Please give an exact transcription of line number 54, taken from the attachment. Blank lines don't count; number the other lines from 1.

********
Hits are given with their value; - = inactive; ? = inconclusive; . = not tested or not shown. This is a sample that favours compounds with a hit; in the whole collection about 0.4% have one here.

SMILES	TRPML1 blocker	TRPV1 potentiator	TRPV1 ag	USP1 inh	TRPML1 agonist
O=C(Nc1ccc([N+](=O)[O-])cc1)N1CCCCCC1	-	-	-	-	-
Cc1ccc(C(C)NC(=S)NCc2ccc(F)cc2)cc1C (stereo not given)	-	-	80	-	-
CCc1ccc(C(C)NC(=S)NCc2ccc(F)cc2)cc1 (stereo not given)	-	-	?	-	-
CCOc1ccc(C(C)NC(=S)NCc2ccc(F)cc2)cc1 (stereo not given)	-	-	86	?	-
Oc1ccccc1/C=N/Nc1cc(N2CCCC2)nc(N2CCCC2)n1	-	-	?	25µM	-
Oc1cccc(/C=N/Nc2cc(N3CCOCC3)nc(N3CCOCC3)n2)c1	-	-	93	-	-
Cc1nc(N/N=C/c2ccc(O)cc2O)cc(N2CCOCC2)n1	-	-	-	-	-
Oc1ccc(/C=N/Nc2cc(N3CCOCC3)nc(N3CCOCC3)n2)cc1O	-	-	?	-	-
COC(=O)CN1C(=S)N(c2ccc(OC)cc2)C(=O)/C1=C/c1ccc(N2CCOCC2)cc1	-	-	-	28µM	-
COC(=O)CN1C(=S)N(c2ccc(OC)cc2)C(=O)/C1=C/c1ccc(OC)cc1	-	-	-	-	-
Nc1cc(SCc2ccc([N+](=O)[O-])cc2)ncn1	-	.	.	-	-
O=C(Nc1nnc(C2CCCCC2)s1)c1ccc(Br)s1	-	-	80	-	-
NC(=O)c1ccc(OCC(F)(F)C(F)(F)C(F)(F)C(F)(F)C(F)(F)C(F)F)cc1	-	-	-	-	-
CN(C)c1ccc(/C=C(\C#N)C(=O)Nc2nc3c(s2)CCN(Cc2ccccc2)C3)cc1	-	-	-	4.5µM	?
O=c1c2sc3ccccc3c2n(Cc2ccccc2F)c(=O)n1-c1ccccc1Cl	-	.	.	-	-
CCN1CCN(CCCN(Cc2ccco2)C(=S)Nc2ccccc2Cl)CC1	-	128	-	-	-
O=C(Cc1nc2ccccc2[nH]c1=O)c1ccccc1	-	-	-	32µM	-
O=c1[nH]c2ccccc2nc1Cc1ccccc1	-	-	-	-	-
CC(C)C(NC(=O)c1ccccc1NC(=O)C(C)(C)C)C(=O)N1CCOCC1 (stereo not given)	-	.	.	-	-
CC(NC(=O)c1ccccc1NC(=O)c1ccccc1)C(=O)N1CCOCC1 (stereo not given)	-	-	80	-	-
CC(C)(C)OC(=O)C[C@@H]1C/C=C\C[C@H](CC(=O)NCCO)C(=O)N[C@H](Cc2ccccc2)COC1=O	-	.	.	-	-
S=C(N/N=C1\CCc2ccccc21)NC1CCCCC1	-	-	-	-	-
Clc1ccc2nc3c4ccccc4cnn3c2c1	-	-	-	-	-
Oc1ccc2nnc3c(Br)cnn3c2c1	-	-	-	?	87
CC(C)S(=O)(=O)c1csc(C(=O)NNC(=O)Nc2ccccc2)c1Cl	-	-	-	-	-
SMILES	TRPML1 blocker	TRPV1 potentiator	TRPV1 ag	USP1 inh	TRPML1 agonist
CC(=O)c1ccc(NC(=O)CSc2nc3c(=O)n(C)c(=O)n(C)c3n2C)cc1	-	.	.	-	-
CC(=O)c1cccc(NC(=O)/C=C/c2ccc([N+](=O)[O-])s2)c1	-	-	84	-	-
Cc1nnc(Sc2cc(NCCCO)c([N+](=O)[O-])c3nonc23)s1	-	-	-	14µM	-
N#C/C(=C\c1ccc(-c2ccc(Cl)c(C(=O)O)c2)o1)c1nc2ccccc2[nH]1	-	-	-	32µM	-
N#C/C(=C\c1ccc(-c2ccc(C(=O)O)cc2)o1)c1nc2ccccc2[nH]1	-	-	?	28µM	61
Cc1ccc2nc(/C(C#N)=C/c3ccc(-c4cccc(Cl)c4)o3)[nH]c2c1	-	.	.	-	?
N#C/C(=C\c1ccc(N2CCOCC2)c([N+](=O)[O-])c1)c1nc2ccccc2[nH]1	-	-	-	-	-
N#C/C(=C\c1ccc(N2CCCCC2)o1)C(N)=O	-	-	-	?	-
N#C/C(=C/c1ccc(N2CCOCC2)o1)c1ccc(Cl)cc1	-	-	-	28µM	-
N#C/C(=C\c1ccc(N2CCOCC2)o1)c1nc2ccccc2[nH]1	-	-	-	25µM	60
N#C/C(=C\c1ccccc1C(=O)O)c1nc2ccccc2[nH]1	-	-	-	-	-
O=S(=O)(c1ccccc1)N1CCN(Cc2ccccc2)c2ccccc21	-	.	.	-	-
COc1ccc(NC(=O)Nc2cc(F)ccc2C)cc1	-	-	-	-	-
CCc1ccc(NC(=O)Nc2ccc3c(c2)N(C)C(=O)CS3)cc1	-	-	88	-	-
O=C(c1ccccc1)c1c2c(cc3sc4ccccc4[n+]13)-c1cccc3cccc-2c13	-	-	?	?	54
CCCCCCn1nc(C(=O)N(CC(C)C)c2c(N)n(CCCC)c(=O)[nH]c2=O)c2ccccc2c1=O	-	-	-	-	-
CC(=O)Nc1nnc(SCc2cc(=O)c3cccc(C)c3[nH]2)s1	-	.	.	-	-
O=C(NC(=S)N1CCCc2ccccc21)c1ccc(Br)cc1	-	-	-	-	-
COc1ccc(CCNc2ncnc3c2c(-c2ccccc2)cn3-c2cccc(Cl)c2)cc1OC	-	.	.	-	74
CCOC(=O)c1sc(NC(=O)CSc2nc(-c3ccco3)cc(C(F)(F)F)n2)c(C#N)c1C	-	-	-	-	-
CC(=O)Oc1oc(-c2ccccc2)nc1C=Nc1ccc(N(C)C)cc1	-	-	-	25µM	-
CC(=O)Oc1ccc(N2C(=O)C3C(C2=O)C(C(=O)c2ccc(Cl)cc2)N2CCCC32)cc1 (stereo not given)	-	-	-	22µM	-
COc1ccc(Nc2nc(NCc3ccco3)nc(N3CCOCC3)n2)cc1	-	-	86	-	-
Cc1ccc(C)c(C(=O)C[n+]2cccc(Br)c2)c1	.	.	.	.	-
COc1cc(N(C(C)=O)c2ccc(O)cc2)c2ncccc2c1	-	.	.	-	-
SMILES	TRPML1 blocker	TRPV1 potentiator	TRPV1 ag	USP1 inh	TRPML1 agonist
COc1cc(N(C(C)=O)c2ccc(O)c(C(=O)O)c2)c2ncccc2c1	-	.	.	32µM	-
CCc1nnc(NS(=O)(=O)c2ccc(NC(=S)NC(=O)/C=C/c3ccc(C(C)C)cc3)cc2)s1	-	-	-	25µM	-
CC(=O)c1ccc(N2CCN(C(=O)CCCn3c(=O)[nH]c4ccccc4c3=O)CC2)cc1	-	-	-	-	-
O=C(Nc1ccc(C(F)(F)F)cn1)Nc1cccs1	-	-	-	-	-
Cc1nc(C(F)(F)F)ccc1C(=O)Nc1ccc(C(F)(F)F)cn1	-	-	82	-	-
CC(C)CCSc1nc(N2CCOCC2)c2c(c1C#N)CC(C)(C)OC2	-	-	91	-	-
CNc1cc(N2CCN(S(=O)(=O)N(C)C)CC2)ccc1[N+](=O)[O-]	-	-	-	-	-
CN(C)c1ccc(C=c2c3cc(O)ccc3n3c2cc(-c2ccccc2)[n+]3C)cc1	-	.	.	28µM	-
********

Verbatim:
SMILES	TRPML1 blocker	TRPV1 potentiator	TRPV1 ag	USP1 inh	TRPML1 agonist